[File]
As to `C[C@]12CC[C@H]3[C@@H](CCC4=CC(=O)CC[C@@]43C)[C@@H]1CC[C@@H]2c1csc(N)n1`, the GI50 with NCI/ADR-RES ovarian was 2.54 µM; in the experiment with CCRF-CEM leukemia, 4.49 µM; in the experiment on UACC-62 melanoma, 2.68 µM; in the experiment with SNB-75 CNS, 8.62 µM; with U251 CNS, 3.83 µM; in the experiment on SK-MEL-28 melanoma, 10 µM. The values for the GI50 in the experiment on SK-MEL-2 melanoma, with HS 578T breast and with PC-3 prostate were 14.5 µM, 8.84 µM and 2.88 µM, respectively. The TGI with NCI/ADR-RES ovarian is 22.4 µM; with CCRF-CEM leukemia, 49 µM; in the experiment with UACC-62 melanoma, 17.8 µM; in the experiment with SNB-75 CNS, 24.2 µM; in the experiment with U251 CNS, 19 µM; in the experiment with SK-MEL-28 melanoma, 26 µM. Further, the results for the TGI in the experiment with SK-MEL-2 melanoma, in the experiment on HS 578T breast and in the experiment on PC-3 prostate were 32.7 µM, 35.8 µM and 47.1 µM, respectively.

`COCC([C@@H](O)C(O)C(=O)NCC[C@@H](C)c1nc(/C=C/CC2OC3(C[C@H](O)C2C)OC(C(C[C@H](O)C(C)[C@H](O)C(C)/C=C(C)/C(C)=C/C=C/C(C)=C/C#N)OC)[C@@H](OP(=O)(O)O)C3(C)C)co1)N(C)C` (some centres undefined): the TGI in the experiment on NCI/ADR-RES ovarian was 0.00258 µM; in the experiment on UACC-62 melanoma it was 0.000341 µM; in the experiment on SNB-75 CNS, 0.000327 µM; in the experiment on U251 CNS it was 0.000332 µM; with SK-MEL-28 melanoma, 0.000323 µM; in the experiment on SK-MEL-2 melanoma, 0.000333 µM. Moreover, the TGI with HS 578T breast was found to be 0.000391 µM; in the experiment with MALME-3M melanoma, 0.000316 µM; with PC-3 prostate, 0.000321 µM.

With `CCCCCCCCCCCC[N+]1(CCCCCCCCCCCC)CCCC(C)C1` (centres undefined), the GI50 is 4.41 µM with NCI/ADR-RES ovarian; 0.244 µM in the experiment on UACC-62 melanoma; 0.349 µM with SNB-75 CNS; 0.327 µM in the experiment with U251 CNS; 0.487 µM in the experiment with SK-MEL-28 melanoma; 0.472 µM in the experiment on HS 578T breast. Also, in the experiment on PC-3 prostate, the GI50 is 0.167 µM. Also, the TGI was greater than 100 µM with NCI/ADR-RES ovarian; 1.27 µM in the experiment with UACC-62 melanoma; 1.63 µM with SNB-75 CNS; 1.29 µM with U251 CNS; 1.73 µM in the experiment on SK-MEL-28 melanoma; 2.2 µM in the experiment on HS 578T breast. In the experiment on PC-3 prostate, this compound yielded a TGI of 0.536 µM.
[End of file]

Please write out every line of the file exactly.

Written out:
As to `C[C@]12CC[C@H]3[C@@H](CCC4=CC(=O)CC[C@@]43C)[C@@H]1CC[C@@H]2c1csc(N)n1`, the GI50 with NCI/ADR-RES ovarian was 2.54 µM; in the experiment with CCRF-CEM leukemia, 4.49 µM; in the experiment on UACC-62 melanoma, 2.68 µM; in the experiment with SNB-75 CNS, 8.62 µM; with U251 CNS, 3.83 µM; in the experiment on SK-MEL-28 melanoma, 10 µM. The values for the GI50 in the experiment on SK-MEL-2 melanoma, with HS 578T breast and with PC-3 prostate were 14.5 µM, 8.84 µM and 2.88 µM, respectively. The TGI with NCI/ADR-RES ovarian is 22.4 µM; with CCRF-CEM leukemia, 49 µM; in the experiment with UACC-62 melanoma, 17.8 µM; in the experiment with SNB-75 CNS, 24.2 µM; in the experiment with U251 CNS, 19 µM; in the experiment with SK-MEL-28 melanoma, 26 µM. Further, the results for the TGI in the experiment with SK-MEL-2 melanoma, in the experiment on HS 578T breast and in the experiment on PC-3 prostate were 32.7 µM, 35.8 µM and 47.1 µM, respectively.

`COCC([C@@H](O)C(O)C(=O)NCC[C@@H](C)c1nc(/C=C/CC2OC3(C[C@H](O)C2C)OC(C(C[C@H](O)C(C)[C@H](O)C(C)/C=C(C)/C(C)=C/C=C/C(C)=C/C#N)OC)[C@@H](OP(=O)(O)O)C3(C)C)co1)N(C)C` (some centres undefined): the TGI in the experiment on NCI/ADR-RES ovarian was 0.00258 µM; in the experiment on UACC-62 melanoma it was 0.000341 µM; in the experiment on SNB-75 CNS, 0.000327 µM; in the experiment on U251 CNS it was 0.000332 µM; with SK-MEL-28 melanoma, 0.000323 µM; in the experiment on SK-MEL-2 melanoma, 0.000333 µM. Moreover, the TGI with HS 578T breast was found to be 0.000391 µM; in the experiment with MALME-3M melanoma, 0.000316 µM; with PC-3 prostate, 0.000321 µM.

With `CCCCCCCCCCCC[N+]1(CCCCCCCCCCCC)CCCC(C)C1` (centres undefined), the GI50 is 4.41 µM with NCI/ADR-RES ovarian; 0.244 µM in the experiment on UACC-62 melanoma; 0.349 µM with SNB-75 CNS; 0.327 µM in the experiment with U251 CNS; 0.487 µM in the experiment with SK-MEL-28 melanoma; 0.472 µM in the experiment on HS 578T breast. Also, in the experiment on PC-3 prostate, the GI50 is 0.167 µM. Also, the TGI was greater than 100 µM with NCI/ADR-RES ovarian; 1.27 µM in the experiment with UACC-62 melanoma; 1.63 µM with SNB-75 CNS; 1.29 µM with U251 CNS; 1.73 µM in the experiment on SK-MEL-28 melanoma; 2.2 µM in the experiment on HS 578T breast. In the experiment on PC-3 prostate, this compound yielded a TGI of 0.536 µM.